Thai government extends emergency decree in Bangkok
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Thailand's government has extended a state of emergency decree that includes a ban on public gatherings of more than five people in Bangkok and in surrounding provinces. The move comes five months after bloody street clashes left 91 people dead.
AFP - The Thai government said Tuesday it was extending a state of emergency in Bangkok and three surrounding provinces for three more months, in the wake of deadly street protests in April and May.
The state of emergency was prolonged "in four provinces including Bangkok," deputy government spokesman Suphachai Jaismut told AFP.
The controversial decree was introduced in the capital in early April in response to mass anti-government rallies by the "Red Shirt" movement that ultimately left 91 people dead as protesters and the army clashed.
The laws ban public gatherings of more than five people and give security forces the right to detain suspects for 30 days without charge.
The government has stepped up security again following a string of grenade attacks in Bangkok, including a blast at a bus stop in July that killed a man.
The Red Shirts deny any involvement in the explosions and have accused the government of a conspiracy to justify tougher security powers.
The decision to extend the decree was taken in the absence of Thai Prime Minister Abhisit Vejjajiva, who left his deputy Suthep Thaugsuban in charge while he attends an Asia-Europe summit in Brussels this week.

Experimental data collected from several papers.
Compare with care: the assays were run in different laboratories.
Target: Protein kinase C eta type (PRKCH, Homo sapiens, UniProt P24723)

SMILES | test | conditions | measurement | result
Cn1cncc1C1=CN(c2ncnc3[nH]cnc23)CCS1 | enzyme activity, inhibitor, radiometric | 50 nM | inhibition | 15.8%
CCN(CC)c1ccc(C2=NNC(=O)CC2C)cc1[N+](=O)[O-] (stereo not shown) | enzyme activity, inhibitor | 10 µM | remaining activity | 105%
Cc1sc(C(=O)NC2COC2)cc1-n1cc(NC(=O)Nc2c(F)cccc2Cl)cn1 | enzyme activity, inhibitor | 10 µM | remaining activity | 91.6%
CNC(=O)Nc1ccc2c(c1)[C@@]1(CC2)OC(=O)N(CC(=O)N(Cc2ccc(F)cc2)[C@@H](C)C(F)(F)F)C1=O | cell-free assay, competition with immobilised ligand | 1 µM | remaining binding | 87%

The Thai government has come under pressure from the United States and rights groups to roll back the emergency powers to help the country recover from civil violence that has left it deeply divided.
The two-month rally by the Reds, many of whom back fugitive ex-premier Thaksin Shinawatra, attracted up to 100,000 people demanding immediate elections, but was broken up by an army crackdown on May 19.
After the crackdown, enraged protesters set dozens of major buildings ablaze in the heart of Bangkok, including a shopping mall and the stock exchange.
Authorities have used their emergency powers to arrest hundreds of suspects and silence anti-government media.
Rights group Amnesty International said last week the rules "flout international human rights law and standards".
"As a result, the extraordinary powers they grant to curtail human rights have often been abused to block the expression of peaceful dissenting views," it said.
The cabinet also appointed Defence Minister General Prawit Wongsuwon as head of the government unit which oversees the use of the emergency rules, replacing deputy premier Suthep, who is resigning to run for parliament.
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